The starting point of this video essay are some archival footage never broadcasted in full, recorded sometime before the fall of Srebrenica (Bosnia Herzegovina) on July 11, 1995. It shows a house burning in the nearby that population. This fact would not have the slightest importance but for the excessive time taken by the camera to record such minor event of war. Why taking so long to record the same event from different angles and such long takes, knowing that it would not be publicly released? All that recorded material is for television just visual rhetoric of the news, and a viewed image, repeated, without documentary interest, file stock. All these images remain in the file, in a sort of "stand-by", waiting for a close look adequately addressed them. These images also speak of the war. They are also images of war.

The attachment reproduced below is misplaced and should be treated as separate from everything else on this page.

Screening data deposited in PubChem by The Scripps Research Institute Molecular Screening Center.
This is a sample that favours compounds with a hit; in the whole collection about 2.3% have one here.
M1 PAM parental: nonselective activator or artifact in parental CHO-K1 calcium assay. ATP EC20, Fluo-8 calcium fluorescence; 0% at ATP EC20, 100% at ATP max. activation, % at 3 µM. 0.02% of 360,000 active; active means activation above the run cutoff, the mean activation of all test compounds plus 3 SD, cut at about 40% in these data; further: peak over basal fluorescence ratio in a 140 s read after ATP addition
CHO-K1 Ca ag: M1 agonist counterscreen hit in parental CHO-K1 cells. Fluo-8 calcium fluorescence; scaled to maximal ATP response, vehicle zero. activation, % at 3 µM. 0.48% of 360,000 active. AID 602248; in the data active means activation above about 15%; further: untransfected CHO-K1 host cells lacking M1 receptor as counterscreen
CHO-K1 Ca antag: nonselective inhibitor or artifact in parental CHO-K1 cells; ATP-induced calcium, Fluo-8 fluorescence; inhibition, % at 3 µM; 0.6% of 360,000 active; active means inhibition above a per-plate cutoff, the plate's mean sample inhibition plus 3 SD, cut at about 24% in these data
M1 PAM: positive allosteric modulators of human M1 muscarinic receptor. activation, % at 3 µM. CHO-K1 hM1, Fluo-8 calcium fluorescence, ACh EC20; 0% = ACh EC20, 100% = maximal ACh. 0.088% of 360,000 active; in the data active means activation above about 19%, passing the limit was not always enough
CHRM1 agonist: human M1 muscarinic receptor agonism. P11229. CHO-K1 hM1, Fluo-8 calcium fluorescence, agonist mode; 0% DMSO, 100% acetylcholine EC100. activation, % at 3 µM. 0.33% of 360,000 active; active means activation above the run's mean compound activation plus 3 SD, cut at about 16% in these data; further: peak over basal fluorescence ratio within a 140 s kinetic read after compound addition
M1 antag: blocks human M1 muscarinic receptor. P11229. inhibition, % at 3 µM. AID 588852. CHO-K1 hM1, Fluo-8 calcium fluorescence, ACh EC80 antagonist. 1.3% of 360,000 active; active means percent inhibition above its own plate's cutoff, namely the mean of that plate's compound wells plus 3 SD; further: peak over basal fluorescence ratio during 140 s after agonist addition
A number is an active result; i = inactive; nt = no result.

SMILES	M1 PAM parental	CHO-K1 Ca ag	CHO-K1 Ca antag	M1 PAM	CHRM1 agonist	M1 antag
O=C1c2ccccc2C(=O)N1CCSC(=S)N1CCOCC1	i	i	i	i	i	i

From this work I published an article in the magazine Re-Visiones entitled "You never know what you are recording" (recovering the phrase used by Chris Marker in Le fond du l'air est rouge).